Pombo Wants Home-State Support
by Associated Press
WASHINGTON -- The California rancher and congressman whose committee oversees environmental policy wants to enlist some home-state muscle in his campaign to rewrite the Endangered Species Act.
House Resources Committee Chairman Richard Pombo, R-Calif., said he’ll seek backing for his legislative efforts from Gov. Arnold Schwarzenegger and other Western state governors during a meeting this weekend of the Western Governors’ Association.
“I think that having the governor on board is critical for a lot of different reasons, particularly the impact that the act has had on California, and I think he also helps influence a lot of people,” Pombo said in an interview.
“It’s critical to have the governors on board with any legislative effort that we make,” Pombo said.
Pombo’s committee passed bills this year that would change the 30-year-old act by requiring peer review before a species can be listed as endangered and allowing critical habitat to be designated for species only when “practicable.”
Environmentalists said the changes would gut the landmark law. Pombo and other property rights supporters said they were needed to improve a law they contend creates unreasonable regulatory hurdles for property owners while failing to help many species.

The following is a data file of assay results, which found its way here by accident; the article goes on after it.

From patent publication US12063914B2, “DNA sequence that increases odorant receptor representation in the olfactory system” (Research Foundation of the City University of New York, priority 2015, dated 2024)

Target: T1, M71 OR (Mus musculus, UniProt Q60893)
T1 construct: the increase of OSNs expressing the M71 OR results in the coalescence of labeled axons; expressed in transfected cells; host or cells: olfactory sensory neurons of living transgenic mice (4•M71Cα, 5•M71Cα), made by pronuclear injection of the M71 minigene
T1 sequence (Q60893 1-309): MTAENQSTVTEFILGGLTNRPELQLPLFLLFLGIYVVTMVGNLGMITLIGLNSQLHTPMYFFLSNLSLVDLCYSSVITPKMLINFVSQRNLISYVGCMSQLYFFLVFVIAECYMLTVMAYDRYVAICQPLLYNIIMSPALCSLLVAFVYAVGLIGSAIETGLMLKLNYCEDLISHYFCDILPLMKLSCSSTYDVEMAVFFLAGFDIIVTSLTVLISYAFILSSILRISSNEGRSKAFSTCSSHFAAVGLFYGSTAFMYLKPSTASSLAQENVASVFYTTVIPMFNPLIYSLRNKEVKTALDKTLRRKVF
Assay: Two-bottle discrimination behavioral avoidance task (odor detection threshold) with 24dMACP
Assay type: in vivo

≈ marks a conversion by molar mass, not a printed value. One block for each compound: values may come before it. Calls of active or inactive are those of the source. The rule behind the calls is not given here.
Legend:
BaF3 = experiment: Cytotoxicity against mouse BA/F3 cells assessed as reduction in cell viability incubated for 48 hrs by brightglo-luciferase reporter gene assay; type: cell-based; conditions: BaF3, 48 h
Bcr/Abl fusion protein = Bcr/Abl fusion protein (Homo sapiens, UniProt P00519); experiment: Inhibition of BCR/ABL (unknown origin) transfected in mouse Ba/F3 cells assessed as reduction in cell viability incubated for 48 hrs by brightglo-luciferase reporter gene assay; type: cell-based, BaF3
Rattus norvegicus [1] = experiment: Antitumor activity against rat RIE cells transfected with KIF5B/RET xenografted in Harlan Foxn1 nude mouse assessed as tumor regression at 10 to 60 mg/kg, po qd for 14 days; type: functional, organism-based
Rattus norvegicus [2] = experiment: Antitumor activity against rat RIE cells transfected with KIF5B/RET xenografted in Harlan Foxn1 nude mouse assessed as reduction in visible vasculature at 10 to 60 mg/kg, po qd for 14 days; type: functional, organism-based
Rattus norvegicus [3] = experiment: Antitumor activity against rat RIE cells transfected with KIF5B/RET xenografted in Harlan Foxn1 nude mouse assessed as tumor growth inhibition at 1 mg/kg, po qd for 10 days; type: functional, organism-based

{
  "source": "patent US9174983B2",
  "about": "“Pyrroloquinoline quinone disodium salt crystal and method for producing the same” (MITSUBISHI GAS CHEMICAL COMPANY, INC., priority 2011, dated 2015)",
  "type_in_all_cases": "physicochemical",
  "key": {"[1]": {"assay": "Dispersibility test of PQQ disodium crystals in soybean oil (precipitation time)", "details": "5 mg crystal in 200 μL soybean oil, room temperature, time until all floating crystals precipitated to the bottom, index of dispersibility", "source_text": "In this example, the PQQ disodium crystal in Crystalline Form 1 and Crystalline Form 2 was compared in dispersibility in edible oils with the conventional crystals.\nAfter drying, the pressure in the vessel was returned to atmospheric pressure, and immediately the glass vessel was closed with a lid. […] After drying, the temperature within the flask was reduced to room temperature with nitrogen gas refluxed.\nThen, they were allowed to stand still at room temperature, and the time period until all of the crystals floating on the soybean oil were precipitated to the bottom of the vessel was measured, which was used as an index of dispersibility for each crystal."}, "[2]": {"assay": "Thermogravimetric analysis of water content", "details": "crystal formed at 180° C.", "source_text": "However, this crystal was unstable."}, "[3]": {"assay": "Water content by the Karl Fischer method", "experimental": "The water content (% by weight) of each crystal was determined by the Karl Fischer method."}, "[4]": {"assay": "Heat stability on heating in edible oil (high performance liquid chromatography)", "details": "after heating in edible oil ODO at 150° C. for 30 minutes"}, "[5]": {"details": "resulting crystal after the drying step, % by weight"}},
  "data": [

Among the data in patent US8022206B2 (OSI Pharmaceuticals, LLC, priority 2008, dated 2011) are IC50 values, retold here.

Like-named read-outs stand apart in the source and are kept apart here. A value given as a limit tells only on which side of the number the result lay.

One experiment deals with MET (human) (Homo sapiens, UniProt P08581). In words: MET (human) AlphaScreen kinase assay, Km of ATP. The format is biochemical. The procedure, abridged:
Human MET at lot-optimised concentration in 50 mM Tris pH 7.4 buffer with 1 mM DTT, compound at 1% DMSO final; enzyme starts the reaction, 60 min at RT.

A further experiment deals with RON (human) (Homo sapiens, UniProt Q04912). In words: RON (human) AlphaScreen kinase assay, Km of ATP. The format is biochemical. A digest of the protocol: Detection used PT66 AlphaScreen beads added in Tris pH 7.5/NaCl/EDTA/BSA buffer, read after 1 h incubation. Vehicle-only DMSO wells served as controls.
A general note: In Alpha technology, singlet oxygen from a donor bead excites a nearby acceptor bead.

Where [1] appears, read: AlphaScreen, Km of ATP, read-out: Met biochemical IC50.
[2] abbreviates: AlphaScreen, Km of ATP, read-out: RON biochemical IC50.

The Western Governors Association, which has 18 member governors now split between 12 Republicans and six Democrats, has supported reforming the Endangered Species Act for years. The group has convened an “Endangered Species Act Executive Summit” for Dec. 3-4 in San Diego.
“What the governors would say is that the act is not meeting its intended purpose, which is to recover species,” said Shaun McGrath, the group’s program manager.
Schwarzenegger is expected to attend, but the moderate Republican has sided with environmentalists on some issues, and a spokeswoman said he hasn’t taken a position on rewriting the Endangered Species Act.
“As the ESA reform legislation makes its way through Congress next year the governor will be tracking it closely to make sure California’s interests are represented,” said spokeswoman Ashley Snee.
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